My Morning Jacket, Shepherd's Bush Empire, London

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The Independent Culture

My Morning Jacket's open-hearted innocence lets them get away with a lot. On one level a country stoner band, prone to good-time Southern boogie and jamming the Allman Brothers would approve, this long-haired Louisville, Kentucky quintet would have been laughed out of town not so long ago. Hipness isn't in their lexicon, the early 1970s don't seem to have ended in their heads, and interviews show a suspicion of everything outsider their own antique musical corner.

My Morning Jacket's open-hearted innocence lets them get away with a lot. On one level a country stoner band, prone to good-time Southern boogie and jamming the Allman Brothers would approve, this long-haired Louisville, Kentucky quintet would have been laughed out of town not so long ago. Hipness isn't in their lexicon, the early 1970s don't seem to have ended in their heads, and interviews show a suspicion of everything outsider their own antique musical corner.

But then, that's a lot of what's good about them too. On their latest, third album, It Still Moves especially, the spirits of early Neil Young, Brian Wilson, The Band, Lynyrd Skynyrd and Etta James still seem defiantly alive. Recorded in a barn on ex-guitarist Johnny Quaid's grandfather's farm, and centred round the reverb-drenched voice of band-leader Jim James, this is down-home music made without affectation.

Call it Americana or alt.country if it makes you feel better, but My Morning Jacket are a Southern U.S. rock band, of the kind the country's been turning out since Nixon was in the White House. As they prove tonight, though, they are a particularly good one. They welcome us in with "The Golden", a paean to the pleasures of a life on the road which has already seen founder-members Quaid and Danny Cash quit, so relentlessly do the band tour. This constant work has sharpened their playing to an extent most British bands can only imagine, and yet My Morning Jacket still retain a light-footed nimbleness about everything they do tonight, an adolescent joy far removed from the normal connotations of their stoner-jam sound.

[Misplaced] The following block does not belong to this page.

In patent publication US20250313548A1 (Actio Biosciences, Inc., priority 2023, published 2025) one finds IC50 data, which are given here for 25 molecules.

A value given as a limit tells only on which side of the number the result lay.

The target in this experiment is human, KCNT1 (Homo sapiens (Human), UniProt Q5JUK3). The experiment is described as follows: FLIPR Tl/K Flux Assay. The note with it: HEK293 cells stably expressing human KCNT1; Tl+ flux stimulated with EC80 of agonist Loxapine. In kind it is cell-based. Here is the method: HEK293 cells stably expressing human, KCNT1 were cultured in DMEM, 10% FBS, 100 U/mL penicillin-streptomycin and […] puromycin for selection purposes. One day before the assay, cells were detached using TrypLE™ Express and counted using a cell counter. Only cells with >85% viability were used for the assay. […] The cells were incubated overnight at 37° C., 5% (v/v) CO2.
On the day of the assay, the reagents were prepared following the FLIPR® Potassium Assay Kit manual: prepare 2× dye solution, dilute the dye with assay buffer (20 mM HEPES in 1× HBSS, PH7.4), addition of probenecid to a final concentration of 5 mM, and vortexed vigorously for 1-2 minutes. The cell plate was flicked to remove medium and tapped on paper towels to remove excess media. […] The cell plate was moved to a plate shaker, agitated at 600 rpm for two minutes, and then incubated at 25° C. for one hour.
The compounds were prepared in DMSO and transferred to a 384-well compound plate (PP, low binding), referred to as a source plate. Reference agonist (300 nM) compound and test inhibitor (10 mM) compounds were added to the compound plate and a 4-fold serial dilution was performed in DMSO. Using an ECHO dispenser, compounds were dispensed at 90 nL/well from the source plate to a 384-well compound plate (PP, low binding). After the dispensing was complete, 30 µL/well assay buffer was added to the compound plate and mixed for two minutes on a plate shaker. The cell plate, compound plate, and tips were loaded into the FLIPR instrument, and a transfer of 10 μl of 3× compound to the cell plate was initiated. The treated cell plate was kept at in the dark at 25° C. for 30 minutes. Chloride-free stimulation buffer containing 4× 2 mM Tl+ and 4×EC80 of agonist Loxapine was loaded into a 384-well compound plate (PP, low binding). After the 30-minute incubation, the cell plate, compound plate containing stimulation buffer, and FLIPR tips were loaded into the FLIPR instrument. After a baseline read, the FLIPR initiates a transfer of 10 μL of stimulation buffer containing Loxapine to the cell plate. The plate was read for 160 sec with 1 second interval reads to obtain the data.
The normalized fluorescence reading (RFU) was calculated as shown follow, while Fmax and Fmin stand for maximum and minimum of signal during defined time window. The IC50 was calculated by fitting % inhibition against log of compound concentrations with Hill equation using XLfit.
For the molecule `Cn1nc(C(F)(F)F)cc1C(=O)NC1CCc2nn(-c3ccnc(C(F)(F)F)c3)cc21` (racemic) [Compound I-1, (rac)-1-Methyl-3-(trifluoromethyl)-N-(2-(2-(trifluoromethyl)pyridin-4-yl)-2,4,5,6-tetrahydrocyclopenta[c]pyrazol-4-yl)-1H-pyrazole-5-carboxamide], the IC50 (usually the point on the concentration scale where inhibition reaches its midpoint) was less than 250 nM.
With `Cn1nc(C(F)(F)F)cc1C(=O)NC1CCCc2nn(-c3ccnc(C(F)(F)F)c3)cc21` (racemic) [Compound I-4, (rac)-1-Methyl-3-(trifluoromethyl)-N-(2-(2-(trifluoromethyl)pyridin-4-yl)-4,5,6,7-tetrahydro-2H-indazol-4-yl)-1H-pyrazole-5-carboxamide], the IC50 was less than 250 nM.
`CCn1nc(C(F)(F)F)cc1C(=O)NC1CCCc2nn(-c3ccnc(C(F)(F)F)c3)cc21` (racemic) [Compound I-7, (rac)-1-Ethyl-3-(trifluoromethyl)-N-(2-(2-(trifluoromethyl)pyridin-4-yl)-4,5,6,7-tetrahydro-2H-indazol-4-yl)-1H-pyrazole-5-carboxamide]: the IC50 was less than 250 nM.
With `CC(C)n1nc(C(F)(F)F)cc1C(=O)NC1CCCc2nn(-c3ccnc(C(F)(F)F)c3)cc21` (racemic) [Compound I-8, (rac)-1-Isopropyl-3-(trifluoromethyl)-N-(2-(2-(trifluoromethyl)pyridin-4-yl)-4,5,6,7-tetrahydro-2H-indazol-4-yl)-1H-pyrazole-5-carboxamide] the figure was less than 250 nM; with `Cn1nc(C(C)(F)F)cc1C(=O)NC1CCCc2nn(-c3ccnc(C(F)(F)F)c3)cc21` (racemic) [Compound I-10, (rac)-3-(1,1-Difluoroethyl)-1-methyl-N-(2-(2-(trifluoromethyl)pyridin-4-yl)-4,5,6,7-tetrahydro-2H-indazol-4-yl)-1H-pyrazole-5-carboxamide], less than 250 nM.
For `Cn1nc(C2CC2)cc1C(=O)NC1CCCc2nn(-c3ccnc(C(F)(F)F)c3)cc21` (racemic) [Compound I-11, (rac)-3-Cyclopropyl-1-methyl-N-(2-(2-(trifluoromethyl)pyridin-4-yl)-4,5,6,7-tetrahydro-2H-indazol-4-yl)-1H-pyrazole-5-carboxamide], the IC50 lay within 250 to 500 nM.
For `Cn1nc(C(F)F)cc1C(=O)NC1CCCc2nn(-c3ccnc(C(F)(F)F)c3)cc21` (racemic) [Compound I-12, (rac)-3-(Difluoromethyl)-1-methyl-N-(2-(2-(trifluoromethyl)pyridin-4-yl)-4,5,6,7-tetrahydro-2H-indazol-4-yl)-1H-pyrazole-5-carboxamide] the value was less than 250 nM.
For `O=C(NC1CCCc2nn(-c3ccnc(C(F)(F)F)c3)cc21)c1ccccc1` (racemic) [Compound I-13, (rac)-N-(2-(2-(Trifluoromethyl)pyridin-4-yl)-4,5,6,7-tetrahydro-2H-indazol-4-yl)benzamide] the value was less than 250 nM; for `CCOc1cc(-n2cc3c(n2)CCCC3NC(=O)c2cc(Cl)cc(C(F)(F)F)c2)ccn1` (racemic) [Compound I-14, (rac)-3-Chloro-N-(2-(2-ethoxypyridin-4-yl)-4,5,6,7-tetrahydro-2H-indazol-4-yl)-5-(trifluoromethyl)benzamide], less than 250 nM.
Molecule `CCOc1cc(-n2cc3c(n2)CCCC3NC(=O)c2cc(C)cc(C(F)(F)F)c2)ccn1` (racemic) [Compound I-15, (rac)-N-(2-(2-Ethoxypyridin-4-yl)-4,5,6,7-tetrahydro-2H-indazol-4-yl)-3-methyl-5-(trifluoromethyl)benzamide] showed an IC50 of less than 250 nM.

Even the way the guitarists swing the well-shampooed locks which screen their anonymous faces has an infectious silliness. Their music, too, hit-and-miss on record, stays in a zone of gently mesmerising yet varied sensuality unlike anything I've heard in a while. Jim James' high, pure voice is shamelessly reverbed up to an Alps-bouncing level of echo - backing his belief that the effect equals "singing in heaven" - but its the subtler, less expected sounds which stay with me. On new song "Autopilot", acoustic guitar notes shiver like plucked harps, while elsewhere - in a show largely built from older and brand-new songs - quiet, slow-motion riffs take their time climaxing, and honkytonk piano rolls good-naturedly. The old skill they are reacquainting us with is the art of improvisation: not aimless jamming, but the ability to let music drift and settle, unlock your mind a bit, and yet never quite lose purpose.

For encore "Mahageetah", they sharpen up, throwing in stand-up soul organ and Southern boogie guitar for a climax in which every note vibrates powerfully. A knot of young fans reach out their arms for James as he bends to play for them. As with so much else about this band, he doesn't look vain, just friendly.

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